Can Cats Drink Milk

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Cats and milk. It is a perfect match, well, at least in cartoons and movies. But, is that really so? Can cats drink milk? Most people would think it’s a silly question. It sounds like “Can fish swim?”,  “Do dogs like bones?” or “Is the Pope Catholic?”. Cats and milk go together in popular culture, just like mice and cheese, monkeys and bananas, bears and honey, rabbits and carrots. Some of these common pairs are true, while others are just myths. If you believe that milk is great for cats, I have shocking news for you! It’s not even close! Most adult cats are lactose intolerant which means that they shouldn’t drink milk.

However, it’s not that simple. I can’t just say that milk is absolutely bad for cats. Some cats can drink milk without feeling any discomfort. So, let’s dig deeper to explain cats and milk relationship.

The Origin of Cats and Milk Myth

While TV can be a bad influence in many ways, it would be unfair to blame only cartoons and movies for the myth of the kitty with a saucer of milk. They exploited the narrative a lot, but they didn’t invent it. Historically, cats often lived alongside farmers. It was a mutually beneficial relationship.

Cats kept the rodents away from the farmers’ houses, but they also enjoyed to skim the cream from fresh milk. Of course, they were not allowed to do that, but we know that cats can be sneaky and resourceful. Anyway, cats love cream because of its high fat content. When fresh milk comes straight from the cows, fatty cream rises to the top providing a delicious treat for cats. If they can get their paws (actually tongues) on it, that is.

Furthermore, most cats like the taste of milk. It is the first thing they taste in their lives. So, farmers had every reason to believe that cats love milk and that it is most likely a great food for them.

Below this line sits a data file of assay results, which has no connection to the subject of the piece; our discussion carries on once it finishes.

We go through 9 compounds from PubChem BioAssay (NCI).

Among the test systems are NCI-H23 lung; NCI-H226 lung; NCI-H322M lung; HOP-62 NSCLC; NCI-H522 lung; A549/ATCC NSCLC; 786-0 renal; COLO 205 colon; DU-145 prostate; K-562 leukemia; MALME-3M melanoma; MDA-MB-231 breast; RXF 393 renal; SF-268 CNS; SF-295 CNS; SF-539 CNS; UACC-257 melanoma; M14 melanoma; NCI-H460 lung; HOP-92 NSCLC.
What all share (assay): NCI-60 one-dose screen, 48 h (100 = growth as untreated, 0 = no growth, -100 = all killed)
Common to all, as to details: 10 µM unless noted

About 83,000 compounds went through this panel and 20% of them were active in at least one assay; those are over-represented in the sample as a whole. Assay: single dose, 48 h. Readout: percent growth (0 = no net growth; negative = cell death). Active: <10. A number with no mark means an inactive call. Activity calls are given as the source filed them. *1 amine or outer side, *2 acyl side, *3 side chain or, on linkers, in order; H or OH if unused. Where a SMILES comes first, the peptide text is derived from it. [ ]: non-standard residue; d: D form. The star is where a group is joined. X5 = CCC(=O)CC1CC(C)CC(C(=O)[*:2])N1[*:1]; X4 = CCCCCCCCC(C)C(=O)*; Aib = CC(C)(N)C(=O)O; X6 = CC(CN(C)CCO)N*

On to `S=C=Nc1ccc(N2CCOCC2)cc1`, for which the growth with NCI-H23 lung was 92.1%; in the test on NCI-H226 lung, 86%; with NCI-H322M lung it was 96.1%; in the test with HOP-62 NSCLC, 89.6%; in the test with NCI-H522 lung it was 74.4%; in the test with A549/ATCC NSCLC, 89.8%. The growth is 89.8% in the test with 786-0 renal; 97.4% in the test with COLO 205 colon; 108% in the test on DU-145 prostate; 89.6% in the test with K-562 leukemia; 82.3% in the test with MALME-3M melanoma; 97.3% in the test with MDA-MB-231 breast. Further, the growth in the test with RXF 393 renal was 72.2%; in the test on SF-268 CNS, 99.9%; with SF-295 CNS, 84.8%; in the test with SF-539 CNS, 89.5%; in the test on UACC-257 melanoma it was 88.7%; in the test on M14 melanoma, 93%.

The Truth About Cats and Milk

Obviously, milk is essential for kittens in the first couple of weeks of their lives. All mammals are alike when it comes to milk. It’s perfect food for babies. All mammals drink milk when they are born and apart from humans, they don’t do it beyond infancy. There’s a simple science behind these feeding habits. Kittens and other mammal infants produce a certain enzyme called lactase. It allows them to digest lactose from milk. As they grow up, they lose the ability to produce this enzyme and consequently to digest milk properly. 

Actually, it is the same principle for humans. You probably know someone who is lactose intolerant. The difference is that humans have evolved so most of us can tolerate lactose. With cats, it is quite the opposite. Most of them lose the ability to digest milk, while few adult cats retain this ability. 

What Happens If Cat Drinks Milk

Now, you know that milk is not great for cats. But, is it really bad? It’s not dangerous, for starters. Actually, your cat might be in that small group of cats that can drink and digest milk. For these cats, it is okay to drink some milk occasionally. However, milk alone can’t provide all the essential nutrients that cats need. So, milk is not a proper and balanced meal for cats. It can be a nice treat, though.

As for the majority of cats that can’t digest milk, it is best to avoid it. If your cat drinks some, there are two possible consequences. An upset tummy is the most common result of drinking milk. It takes about 6 to 10 hours for discomfort to show. However, it is not a big deal. It will go away by itself, just don’t allow your cat to get more milk. So, milk is not dangerous or anything like it for your cat. Vomiting and diarrhea aren’t fun for cats, though. Neither, it’s fun for cat parents for that matter.

Believe it or not, some cats may be allergic to milk, so you should be sure to know if can cats drink milk before giving them some! It’s not as common as lactose intolerance, but it is possible. Fortunately, unless your cat drinks gallons of milk, it is not a serious threat. Your cat might experience itchy skin, hair loss, vomiting, bloating, and other symptoms of an upset stomach. If any of these symptoms are serious contact your vet. But, in most cases, excluding milk and dairy products from your cat’s diet is enough to solve the problem.

Final Thoughts

There are so many persistent myths about animals, cats included. But, let me tell you: ostriches don’t bury their heads in the sand, the red color doesn’t enrage bulls, frogs won’t give you warts, and cats and milk aren’t a match made in heaven. If you want your cat to thrive, stick with cat food formulas designed to meet feline’s nutritional needs.

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